If any developing country would seem to have bargaining power relative to MNCs, it would be the PRC. China's 1. 3 billion consumers provide an enormous lure for companies wanting to get a foothold in the Chinese market. And the PRC’s almost limitless supply of cheap labor makes it an enormously attractive location for labor-intensive, export-oriented production. Moreover, the Chinese government has a strong regulatory apparatus in place to manage and control MNCs.
Under these circumstances, one would expect that MNCs would be willing to make significant concessions to Chinese communities, workers and governments. One possible measure of the PRC's bargaining strength is the oft lamented “fact” that many foreign companies fail to make profits in China, nonetheless remaining there in order to be well positioned in the long-run to sell to the Chinese consumer.
An important question is whether the PRC government has been able to exploit its presumptive bargaining power to capture a greater share of the benefits from FDI than have countries with less bargaining power. If so, this would strengthen the argument that the free movement of FDI is in the interest of Chinese workers, even if it might not be in the interest of some workers in the U. S. However, if China has not been able to use its potential bargaining power to benefit substantially from FDI, that would call into question the desirability of making significant concessions to attract FDI in China. And this caution would apply even more strongly to other countries with much less bargaining power than China, which is to say, virtually every other country in the developing world. There are many important issues associated with this question.
Has the Chinese government tried to capture a significant share of the benefits and, if so, how has it tried to do so? For example, has the Chinese government attempted to achieve a high degree of technology transfer from MNCs? A substantial focus on export markets? High tax revenue? An improvement in wages and working conditions for workers? If so, has it been successful in this regard? Has it been more successful than other developing countries? A number of factors have potentially undermined the Chinese government's ability to exploit its presumptive bargaining power relative to MNCs.
Among the most important of these has been the extraordinary de-centralization of China's investment management institutions. As part of the reforms begun in 1979, China's central government ceded significant powers to provincial and local governments to attract and manage foreign investment. At the same time, the central government created significant political and economic incentives for provincial and local officials to try to attract investment, including signaling government officials that if they attracted more investment they would have better career prospects.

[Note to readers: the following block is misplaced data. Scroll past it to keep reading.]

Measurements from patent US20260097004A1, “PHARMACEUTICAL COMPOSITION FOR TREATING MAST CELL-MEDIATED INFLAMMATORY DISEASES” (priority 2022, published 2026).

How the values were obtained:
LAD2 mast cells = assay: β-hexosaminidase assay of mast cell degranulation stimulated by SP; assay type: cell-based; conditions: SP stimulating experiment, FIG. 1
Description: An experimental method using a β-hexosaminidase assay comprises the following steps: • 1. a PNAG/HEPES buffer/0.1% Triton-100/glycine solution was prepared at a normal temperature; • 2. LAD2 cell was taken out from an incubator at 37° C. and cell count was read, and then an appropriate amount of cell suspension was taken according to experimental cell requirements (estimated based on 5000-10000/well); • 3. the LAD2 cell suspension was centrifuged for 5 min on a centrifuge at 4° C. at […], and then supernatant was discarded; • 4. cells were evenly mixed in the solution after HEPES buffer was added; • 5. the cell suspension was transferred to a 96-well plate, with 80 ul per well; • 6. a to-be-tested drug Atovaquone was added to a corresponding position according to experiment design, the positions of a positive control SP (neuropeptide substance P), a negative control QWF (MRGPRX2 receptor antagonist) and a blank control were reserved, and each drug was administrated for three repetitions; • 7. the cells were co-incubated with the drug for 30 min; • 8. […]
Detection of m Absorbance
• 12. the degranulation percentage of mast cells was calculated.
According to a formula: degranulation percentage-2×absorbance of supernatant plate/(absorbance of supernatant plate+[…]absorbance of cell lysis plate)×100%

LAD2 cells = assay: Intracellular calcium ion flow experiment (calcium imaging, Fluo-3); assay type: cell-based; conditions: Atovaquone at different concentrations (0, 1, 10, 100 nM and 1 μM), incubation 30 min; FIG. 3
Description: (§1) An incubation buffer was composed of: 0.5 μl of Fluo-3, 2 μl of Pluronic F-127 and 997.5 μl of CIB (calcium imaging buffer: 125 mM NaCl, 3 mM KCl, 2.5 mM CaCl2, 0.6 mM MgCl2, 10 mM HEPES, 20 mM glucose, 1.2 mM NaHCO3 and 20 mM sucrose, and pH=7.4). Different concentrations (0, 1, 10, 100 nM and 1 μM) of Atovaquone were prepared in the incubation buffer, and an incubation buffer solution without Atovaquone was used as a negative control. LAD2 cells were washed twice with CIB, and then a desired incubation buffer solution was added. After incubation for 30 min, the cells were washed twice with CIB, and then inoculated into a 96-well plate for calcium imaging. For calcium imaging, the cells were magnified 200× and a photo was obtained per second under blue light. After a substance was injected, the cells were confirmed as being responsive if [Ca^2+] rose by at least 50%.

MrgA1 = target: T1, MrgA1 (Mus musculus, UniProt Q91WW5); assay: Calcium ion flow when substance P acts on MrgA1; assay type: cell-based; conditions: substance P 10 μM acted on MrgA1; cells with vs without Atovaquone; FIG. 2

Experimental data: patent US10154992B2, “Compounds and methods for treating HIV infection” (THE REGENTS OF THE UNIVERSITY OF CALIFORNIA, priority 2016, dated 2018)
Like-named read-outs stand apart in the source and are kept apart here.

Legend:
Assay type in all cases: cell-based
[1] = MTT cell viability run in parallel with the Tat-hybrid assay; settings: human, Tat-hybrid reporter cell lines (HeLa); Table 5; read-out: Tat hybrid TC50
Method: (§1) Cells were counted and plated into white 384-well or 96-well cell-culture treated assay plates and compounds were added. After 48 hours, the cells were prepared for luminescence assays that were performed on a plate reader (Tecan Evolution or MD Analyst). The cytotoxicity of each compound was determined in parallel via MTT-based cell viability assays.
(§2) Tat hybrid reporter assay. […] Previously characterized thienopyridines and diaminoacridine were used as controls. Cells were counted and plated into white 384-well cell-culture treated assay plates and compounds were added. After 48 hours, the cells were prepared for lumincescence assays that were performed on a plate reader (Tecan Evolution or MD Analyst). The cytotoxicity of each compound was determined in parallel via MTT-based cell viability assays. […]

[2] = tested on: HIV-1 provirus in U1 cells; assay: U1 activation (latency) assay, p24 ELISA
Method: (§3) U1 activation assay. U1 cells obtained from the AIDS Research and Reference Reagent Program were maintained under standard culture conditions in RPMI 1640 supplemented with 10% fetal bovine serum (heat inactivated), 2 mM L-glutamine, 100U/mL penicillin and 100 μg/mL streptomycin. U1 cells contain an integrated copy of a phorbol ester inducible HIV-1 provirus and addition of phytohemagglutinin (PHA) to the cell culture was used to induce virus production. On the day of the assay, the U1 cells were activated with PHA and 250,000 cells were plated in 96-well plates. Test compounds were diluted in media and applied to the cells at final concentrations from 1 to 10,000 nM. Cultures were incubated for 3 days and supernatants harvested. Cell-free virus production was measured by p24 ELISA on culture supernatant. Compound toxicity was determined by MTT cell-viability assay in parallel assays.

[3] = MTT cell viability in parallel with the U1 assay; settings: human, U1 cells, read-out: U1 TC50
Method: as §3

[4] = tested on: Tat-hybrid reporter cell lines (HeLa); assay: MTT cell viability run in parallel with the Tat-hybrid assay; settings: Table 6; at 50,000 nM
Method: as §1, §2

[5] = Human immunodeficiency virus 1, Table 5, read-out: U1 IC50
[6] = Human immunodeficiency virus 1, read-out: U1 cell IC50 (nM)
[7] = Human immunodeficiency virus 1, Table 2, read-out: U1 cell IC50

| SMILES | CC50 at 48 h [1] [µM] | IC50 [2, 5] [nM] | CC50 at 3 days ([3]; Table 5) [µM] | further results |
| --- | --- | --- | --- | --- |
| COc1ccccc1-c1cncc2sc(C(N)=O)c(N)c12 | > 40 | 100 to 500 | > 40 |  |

Other potential factors reducing the benefits of FDI to the PRC's general population include corruption, which allegedly pervades government-business relations, and the relative absence of independent labor organizations. Taken together, these three factors imply that benefits which could have accrued to the Chinese populace might have been siphoned off by government officials and shared with the MNCs themselves. However much the PRC has been able to exploit its bargaining power in the recent past, its entry into the WTO could dramatically reduce its bargaining power and the distribution of benefits from FDI.
Among other effects, WTO regulations may limit China's ability to engage in industrial policy, potentially compromising the PRC’s capacity to manage FDI in the interests of its economy. In this paper we will elaborate on these points by investigating issues of the race to the bottom versus neo-liberal convergence in the case of FDI and China. In particular, we will consider the nature of China's bargaining power in relation to MNCs and FDI, how it has tried to manifest and exploit that power, what leakages have occurred as the government has tried to exploit that bargaining power, and with what impacts on the Chinese population.
We will also study how China's likely entry into the WTO will alter China's bargaining power with MNCs. Finally, we will discuss the policy implications of our findings. In particular, we will ask whether there is an inevitable conflict of interest between workers in China on the one hand and those in the developed world on the other; or whether, as the race to the bottom approach implies, workers in both the PRC and the North have a common interest in regulating MNCs and FDI. The paper will proceed as follows.
The next section will review the recent history of Chinese policy towards FDI. We emphasize that the central government closely managed the process of foreign investment so that it would focus on exports rather than the domestic Chinese market. At the same time, the decentralized nature of some aspects of the policy made it difficult to manage all components of the FDI process. In this section, we also present some stylized facts about the size and distribution of FDI in China in recent years. In section III we present new empirical results assessing the impact of FDI on employment growth and wage growth.
We show that its impact has been positive but rather limited in size. We then consider whether FDI has crowded in or crowded out investment, and we find that, in fact, it has crowded it out. In section IV we consider the decentralized nature of FDI bidding and consider the impact of FDI on local tax revenue. We find that it is negative, suggesting that, at least at the provincial level, the social benefits of FDI have been dissipated. In the penultimate section we look at the impact of China’s entry into the WTO on China’s ability to manage and benefit from FDI. In the final section we consider some larger implications of our findings.